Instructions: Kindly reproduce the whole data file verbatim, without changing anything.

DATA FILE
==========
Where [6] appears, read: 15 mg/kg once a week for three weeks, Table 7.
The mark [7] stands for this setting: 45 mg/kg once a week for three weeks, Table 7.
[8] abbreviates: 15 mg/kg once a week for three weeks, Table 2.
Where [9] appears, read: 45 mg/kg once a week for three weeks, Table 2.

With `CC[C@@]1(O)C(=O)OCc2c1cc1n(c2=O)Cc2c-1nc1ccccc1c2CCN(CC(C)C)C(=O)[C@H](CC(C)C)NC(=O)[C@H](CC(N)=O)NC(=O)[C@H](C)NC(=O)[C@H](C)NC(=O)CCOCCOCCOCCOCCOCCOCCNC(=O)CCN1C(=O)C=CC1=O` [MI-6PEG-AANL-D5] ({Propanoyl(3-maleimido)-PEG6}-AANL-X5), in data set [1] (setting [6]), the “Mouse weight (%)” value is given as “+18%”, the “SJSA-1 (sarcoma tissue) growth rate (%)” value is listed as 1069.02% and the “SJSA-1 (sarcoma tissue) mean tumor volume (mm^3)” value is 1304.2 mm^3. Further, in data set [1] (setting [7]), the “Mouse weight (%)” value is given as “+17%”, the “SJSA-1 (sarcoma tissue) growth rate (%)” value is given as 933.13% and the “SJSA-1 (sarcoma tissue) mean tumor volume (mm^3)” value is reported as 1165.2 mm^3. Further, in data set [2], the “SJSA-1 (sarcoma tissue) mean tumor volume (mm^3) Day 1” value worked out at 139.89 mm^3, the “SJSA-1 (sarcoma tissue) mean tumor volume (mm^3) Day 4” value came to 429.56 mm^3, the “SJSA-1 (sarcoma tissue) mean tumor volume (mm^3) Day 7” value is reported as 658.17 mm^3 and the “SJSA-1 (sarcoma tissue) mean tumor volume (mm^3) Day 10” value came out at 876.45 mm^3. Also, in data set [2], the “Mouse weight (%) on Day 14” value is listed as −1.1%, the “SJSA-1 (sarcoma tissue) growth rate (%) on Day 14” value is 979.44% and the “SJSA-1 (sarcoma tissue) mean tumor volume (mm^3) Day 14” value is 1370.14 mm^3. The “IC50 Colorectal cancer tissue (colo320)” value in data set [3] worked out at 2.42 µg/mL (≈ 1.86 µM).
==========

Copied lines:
Where [6] appears, read: 15 mg/kg once a week for three weeks, Table 7.
The mark [7] stands for this setting: 45 mg/kg once a week for three weeks, Table 7.
[8] abbreviates: 15 mg/kg once a week for three weeks, Table 2.
Where [9] appears, read: 45 mg/kg once a week for three weeks, Table 2.

With `CC[C@@]1(O)C(=O)OCc2c1cc1n(c2=O)Cc2c-1nc1ccccc1c2CCN(CC(C)C)C(=O)[C@H](CC(C)C)NC(=O)[C@H](CC(N)=O)NC(=O)[C@H](C)NC(=O)[C@H](C)NC(=O)CCOCCOCCOCCOCCOCCOCCNC(=O)CCN1C(=O)C=CC1=O` [MI-6PEG-AANL-D5] ({Propanoyl(3-maleimido)-PEG6}-AANL-X5), in data set [1] (setting [6]), the “Mouse weight (%)” value is given as “+18%”, the “SJSA-1 (sarcoma tissue) growth rate (%)” value is listed as 1069.02% and the “SJSA-1 (sarcoma tissue) mean tumor volume (mm^3)” value is 1304.2 mm^3. Further, in data set [1] (setting [7]), the “Mouse weight (%)” value is given as “+17%”, the “SJSA-1 (sarcoma tissue) growth rate (%)” value is given as 933.13% and the “SJSA-1 (sarcoma tissue) mean tumor volume (mm^3)” value is reported as 1165.2 mm^3. Further, in data set [2], the “SJSA-1 (sarcoma tissue) mean tumor volume (mm^3) Day 1” value worked out at 139.89 mm^3, the “SJSA-1 (sarcoma tissue) mean tumor volume (mm^3) Day 4” value came to 429.56 mm^3, the “SJSA-1 (sarcoma tissue) mean tumor volume (mm^3) Day 7” value is reported as 658.17 mm^3 and the “SJSA-1 (sarcoma tissue) mean tumor volume (mm^3) Day 10” value came out at 876.45 mm^3. Also, in data set [2], the “Mouse weight (%) on Day 14” value is listed as −1.1%, the “SJSA-1 (sarcoma tissue) growth rate (%) on Day 14” value is 979.44% and the “SJSA-1 (sarcoma tissue) mean tumor volume (mm^3) Day 14” value is 1370.14 mm^3. The “IC50 Colorectal cancer tissue (colo320)” value in data set [3] worked out at 2.42 µg/mL (≈ 1.86 µM).